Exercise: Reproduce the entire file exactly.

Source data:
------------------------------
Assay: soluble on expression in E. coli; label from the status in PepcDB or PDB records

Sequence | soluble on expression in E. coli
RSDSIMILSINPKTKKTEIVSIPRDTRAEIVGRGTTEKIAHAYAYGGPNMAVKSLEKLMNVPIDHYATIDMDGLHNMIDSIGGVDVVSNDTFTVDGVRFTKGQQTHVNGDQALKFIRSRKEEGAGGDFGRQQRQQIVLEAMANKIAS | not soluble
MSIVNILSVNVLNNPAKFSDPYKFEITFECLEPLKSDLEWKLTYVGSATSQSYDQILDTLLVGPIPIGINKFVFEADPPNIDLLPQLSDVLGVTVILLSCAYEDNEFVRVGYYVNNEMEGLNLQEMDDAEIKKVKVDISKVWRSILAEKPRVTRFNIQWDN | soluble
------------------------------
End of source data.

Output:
Assay: soluble on expression in E. coli; label from the status in PepcDB or PDB records

Sequence | soluble on expression in E. coli
RSDSIMILSINPKTKKTEIVSIPRDTRAEIVGRGTTEKIAHAYAYGGPNMAVKSLEKLMNVPIDHYATIDMDGLHNMIDSIGGVDVVSNDTFTVDGVRFTKGQQTHVNGDQALKFIRSRKEEGAGGDFGRQQRQQIVLEAMANKIAS | not soluble
MSIVNILSVNVLNNPAKFSDPYKFEITFECLEPLKSDLEWKLTYVGSATSQSYDQILDTLLVGPIPIGINKFVFEADPPNIDLLPQLSDVLGVTVILLSCAYEDNEFVRVGYYVNNEMEGLNLQEMDDAEIKKVKVDISKVWRSILAEKPRVTRFNIQWDN | soluble